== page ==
For the last 95 years, people from all over Crete, Greece and the world arrive daily at the famous Bougatsa Iordanis shop in the heart of the city’s centre to try their special delicacy, which has people lining up to taste it.

The well-known bakery is now in the hands of the fourth generation of Iordanis’ descendants and the grandson along with with his kids and wife Ioanna are in the shop every day proudly serving customers, who get a sense that they have stepped back in time.

Not a lot has changed since 1924 and this is what makes it extra special. You don’t come here for fancy décor, modern touches or sleek finishes, you make the trip to Iordanis’ to enjoy their exceptional dish that is served on a simple aluminum plate.

*The famous Iordanis Bougatsa served on simple tin plates

If you are thinking Bougatsa is famous all over Greece, what makes Iordanis so popular? It’s because most bakeries fill their Bougatsa with a sweet custard, however, Iordanis’ prepare their dish using a local Chaniot mizithra (Cretan ricotta cheese) namely Pichtoggalo Chanion Cheese PDO, which is produced from goat’s or sheep’s milk, giving it a slightly sour flavour.

Ioanna told Greek City Times that even through the toughest times when Greece was experiencing the worst of the financial crisis, locals would still come in and enjoy their Bougatsa on a daily basis because the shop reminded them of their precious past and gave them hope for the future, as Iordanis’ has remained open after so many decades.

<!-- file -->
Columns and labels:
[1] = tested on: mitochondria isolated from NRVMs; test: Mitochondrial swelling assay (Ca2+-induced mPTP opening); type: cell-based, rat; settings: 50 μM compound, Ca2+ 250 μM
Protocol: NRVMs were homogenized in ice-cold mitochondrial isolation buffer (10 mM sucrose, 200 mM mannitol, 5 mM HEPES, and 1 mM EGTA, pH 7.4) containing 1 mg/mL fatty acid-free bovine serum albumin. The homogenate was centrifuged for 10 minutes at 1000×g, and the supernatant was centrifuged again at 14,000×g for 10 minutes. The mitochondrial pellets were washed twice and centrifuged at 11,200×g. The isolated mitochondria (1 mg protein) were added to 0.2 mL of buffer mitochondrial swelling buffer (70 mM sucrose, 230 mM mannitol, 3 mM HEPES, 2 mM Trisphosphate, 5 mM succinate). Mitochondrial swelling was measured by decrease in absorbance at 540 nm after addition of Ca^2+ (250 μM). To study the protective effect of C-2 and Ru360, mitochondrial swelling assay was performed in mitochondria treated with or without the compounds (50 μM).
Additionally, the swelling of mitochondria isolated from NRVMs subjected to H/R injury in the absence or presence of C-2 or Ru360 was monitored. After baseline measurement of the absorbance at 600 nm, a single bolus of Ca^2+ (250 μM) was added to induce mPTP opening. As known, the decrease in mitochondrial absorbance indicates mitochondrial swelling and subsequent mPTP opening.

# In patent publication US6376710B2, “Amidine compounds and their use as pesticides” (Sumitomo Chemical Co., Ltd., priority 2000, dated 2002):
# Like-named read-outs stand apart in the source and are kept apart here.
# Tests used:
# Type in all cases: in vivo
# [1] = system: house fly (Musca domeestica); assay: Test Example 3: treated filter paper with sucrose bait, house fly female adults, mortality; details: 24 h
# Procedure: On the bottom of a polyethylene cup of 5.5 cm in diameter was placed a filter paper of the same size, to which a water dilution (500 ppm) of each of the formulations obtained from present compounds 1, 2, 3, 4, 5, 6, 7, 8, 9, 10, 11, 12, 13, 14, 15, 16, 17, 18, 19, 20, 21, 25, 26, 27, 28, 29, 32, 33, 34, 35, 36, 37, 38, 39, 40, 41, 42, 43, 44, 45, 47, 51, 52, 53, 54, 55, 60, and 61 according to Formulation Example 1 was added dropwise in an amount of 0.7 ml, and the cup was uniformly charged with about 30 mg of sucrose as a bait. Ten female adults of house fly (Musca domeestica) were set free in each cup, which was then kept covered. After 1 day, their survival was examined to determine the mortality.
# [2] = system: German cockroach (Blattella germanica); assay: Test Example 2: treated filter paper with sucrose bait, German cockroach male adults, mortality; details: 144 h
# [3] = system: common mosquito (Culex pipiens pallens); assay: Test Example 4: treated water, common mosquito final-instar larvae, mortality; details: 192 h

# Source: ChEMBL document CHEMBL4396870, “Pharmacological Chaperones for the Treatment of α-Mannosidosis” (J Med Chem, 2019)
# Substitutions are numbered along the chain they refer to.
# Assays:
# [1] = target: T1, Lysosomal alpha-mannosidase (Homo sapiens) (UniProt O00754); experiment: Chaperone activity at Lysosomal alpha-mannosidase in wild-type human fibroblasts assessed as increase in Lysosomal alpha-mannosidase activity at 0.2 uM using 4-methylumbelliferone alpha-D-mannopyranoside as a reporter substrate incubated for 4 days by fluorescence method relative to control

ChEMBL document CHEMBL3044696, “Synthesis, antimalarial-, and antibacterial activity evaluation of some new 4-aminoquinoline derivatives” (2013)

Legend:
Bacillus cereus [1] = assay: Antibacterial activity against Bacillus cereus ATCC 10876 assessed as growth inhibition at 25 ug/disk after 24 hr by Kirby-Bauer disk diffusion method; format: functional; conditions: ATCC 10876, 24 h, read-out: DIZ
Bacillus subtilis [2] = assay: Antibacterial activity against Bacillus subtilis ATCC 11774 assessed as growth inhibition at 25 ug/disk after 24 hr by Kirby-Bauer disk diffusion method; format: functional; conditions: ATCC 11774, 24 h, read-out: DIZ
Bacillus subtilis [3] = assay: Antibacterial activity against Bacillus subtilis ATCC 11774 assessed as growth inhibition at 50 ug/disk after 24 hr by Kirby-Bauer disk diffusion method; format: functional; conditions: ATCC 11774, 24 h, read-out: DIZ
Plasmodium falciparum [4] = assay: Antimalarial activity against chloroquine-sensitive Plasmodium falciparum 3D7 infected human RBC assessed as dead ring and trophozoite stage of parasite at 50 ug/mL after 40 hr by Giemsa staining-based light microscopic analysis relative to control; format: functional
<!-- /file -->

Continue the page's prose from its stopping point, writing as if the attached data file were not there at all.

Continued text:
*Iordanis and his wife Ioanna proudly run the bakery today

“We haven’t changed the family recipe. We have kept it the same as what it was back in the early 1920s. Another difference is that we use oil instead of butter, which enhances the taste,” says Ioanna.

On the wall, you see a photograph of the original Iordanis on display. It was his father-in-law, a baker from Constantinople who bought it from a Cretan Muslim. Iordanis Akasiadis, who was a shoemaker at the time, decided to learn the tricks of the trade and took over in 1924 and this is how it got its name.

There are only a handful of items on the menu: the traditional Iordanis Bougatsa, a sweeter custard version (sold at 3 euro a piece) which can be paired with a good hit of Greek coffee, making it the ideal way to start the day!

A: Apokoronou 24, Chania

*All images by Greek City Times (Copyright) 

Penny Zalalas

Editor-in-Chief of Greek City Times